Rejection Sensitive Dysphoria: What You Need to Know
By: Michael Toohey, Psy.D. | September 30, 2022
Most people are concerned with being liked and fear rejection by others, but those with Rejection Sensitive Dysphoria (RSD) are hypersensitive to this possibility and the repercussions are profound. A desire to be liked and accepted by others is a deeply embedded survival instinct and feeling rejected is a fundamentally distressing, and at times, quite a painful experience. This article answers important questions about RSD to increase awareness, improve understanding of oneself, and help those with RSD identify treatment options.
What is RSD?
Rejection Sensitive Dysphoria (RSD) is a newly identified cluster of symptoms that is currently being researched. People with this collection of symptoms respond exceptionally negatively to the perception of being rejected. Note the word perception: this is a perceived rejection, not an actual one.
Common symptoms of RSD:
- Highly sensitive to the possibility of being rejected
- Hold very high standards for oneself
- Easily triggered to guilt or shame
- Tendency to isolate to avoid being rejected
- Aggressive or rageful behavior towards those who have been perceived as rejecting
- Experience an uncomfortable physical reaction to ‘not fitting in’ or being misunderstood
- Self-esteem is dependent on what others think, causing fluctuations in how a person regards themselves
- Frequent, intense ruminations about doing or saying something ‘wrong’ after interacting with others
Do I have RSD?
The symptoms and reactions of RSD can destabilize a person so much that they ruminate all day, unable to complete tasks. People with RSD feel like failures, experience intense anger, and may even want to lash out. They might exaggerate that other people are against them, and how much people dislike them.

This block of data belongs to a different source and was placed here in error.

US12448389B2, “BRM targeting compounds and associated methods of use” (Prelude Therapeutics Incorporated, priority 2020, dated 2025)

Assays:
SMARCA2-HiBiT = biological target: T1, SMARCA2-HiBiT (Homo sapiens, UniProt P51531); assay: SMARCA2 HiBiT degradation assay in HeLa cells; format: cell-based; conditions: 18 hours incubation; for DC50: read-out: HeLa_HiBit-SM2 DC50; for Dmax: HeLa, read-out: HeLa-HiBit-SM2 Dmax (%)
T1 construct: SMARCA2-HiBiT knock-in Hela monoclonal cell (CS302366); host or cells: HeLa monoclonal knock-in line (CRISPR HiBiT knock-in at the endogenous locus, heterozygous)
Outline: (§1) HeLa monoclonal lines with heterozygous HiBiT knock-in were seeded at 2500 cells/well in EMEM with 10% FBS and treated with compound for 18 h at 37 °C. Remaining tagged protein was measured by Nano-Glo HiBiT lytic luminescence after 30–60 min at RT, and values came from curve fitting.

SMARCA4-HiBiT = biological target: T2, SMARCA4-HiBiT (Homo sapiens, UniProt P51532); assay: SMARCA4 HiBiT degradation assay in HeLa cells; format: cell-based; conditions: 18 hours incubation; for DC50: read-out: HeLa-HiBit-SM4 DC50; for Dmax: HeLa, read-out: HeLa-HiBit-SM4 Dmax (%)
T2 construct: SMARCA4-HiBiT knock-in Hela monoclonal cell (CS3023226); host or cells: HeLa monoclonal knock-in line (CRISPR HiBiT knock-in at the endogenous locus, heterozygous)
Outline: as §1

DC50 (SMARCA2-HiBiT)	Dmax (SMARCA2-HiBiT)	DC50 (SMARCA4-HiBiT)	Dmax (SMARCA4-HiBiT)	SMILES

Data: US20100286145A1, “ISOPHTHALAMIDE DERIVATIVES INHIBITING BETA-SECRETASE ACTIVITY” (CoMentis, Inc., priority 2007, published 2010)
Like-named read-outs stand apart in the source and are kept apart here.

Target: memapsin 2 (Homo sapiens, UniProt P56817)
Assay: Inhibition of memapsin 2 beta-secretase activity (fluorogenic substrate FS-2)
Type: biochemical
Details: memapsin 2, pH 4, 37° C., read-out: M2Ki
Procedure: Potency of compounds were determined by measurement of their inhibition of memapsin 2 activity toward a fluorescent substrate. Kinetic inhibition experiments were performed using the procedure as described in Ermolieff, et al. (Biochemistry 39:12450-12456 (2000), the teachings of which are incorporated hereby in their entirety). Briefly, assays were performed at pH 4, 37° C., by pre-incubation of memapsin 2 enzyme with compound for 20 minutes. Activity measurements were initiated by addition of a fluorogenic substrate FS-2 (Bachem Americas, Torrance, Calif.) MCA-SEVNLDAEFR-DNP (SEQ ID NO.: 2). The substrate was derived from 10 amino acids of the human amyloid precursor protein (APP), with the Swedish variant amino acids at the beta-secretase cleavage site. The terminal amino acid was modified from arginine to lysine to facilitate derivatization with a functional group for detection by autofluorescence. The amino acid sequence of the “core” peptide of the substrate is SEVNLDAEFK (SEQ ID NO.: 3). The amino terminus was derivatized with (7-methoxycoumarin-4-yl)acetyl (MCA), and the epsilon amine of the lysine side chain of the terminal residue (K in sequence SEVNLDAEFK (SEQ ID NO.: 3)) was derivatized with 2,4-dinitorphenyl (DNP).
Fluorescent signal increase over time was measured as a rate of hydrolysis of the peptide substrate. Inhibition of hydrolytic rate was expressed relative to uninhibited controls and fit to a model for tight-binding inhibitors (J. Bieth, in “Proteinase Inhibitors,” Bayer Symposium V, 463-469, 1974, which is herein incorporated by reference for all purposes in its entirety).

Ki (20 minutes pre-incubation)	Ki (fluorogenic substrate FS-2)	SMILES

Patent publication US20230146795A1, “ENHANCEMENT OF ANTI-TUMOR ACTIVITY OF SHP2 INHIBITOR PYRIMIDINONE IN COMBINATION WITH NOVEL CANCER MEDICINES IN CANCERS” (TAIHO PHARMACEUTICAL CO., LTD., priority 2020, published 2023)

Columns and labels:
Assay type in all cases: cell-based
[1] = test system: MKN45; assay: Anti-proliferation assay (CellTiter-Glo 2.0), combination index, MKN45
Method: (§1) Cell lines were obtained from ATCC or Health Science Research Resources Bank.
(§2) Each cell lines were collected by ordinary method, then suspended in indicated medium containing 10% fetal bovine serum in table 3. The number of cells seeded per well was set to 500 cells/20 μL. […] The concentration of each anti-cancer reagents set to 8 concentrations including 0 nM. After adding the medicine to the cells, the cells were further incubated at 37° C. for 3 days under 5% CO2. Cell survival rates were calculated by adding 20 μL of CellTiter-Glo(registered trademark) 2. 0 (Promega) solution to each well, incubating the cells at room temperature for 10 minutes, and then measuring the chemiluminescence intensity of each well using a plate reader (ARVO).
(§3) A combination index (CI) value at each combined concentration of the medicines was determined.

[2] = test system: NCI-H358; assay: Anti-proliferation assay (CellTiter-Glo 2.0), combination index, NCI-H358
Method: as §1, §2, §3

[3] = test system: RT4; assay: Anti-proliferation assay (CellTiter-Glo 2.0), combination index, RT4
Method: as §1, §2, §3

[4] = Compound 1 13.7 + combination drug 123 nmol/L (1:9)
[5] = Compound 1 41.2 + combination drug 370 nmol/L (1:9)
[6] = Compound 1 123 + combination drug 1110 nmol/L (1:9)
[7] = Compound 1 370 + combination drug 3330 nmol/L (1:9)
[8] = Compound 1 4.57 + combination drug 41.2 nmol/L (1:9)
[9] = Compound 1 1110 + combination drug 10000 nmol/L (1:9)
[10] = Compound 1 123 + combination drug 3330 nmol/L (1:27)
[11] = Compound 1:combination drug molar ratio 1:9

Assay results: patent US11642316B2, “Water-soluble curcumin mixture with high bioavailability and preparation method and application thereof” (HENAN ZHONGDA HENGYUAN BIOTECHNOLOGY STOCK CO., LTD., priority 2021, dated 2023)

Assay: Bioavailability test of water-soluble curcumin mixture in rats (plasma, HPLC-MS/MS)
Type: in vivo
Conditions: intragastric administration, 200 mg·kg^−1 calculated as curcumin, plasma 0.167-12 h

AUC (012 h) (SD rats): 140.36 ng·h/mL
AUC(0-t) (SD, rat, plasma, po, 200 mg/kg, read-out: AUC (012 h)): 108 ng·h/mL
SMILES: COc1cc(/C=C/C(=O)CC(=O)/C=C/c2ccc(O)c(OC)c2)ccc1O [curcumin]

In response to feelings of shame, it is possible for someone with RSD to overcorrect and make significant efforts to keep themselves in others’ good graces. People with RSD can be seen as perfectionistic, extremely sensitive, or overly reactive to even the gentlest forms of criticism.
What is the difference between RSD and social anxiety?
Someone with RSD might not be anxious before an interaction compared to someone with social anxiety. Rather, they will have an oversized and intense reaction afterward if they believe it went poorly. A key factor in distinguishing between RSD and social anxiety is that someone with RSD will experience embarrassment, remorse, misery, and even rage about what they perceive as a rejection after an interaction, whereas someone with social anxiety has an emotional reaction before the interaction.
What causes RSD?
A diagnosis of Attention-Deficit Hyperactivity Disorder (ADHD) appears to significantly increase the risk of developing RSD, although the relationship is not clearly understood. One explanation is that people with ADHD tend to have behaviors that are outside of what’s considered the ‘social norm.’ Think about a kid who can’t keep still in their seat and the ongoing negative feedback they get from their teacher. Or the person who upsets their friends because they constantly interrupt them or who persistently veers off track in a conversation. Over time, some people learn to cope with these incongruencies by refusing to “play the game” and conform, walk out of the situation without explanation, or even say something rejecting to others.
Is RSD “real?”
Anyone who experiences the impairment and distress of RSD knows that it is a real condition, although RSD is not an official diagnosis in the Diagnostic Statistical Manual-5 (DSM-5). Consequently, there isn’t empirical/quantifiable criteria to officially diagnose someone with this condition. But keep in mind: many current diagnoses start off as a collection of symptoms prior to getting a formal name/inclusion into the DSM.
What is the treatment for RSD?
If there’s no formal diagnosis, can there be a treatment? Yes! Action-oriented therapies such as Cognitive Behavioral Therapy (CBT) help challenge the accuracy of dysfunctional negative automatic thoughts that make a person believe that they have been rejected. Learning about one’s emotional reactions and developing coping strategies to better tolerate distress and strong emotions will help reduce exaggerated reactions in social situations. Your professional San Diego Psychologist will help you identify and understand your emotional reactions and develop a better path toward responding to those emotions.
Get help now
Have you recognized yourself in this blog post? If so, raise this topic with your current therapist, or if you don’t have a therapist, Contact Us to meet with a member of our talented team and start your therapy journey today. We are here to help you manage this painful condition. You don’t have to do this on your own.
Photo by Brooke Cagle on Unsplash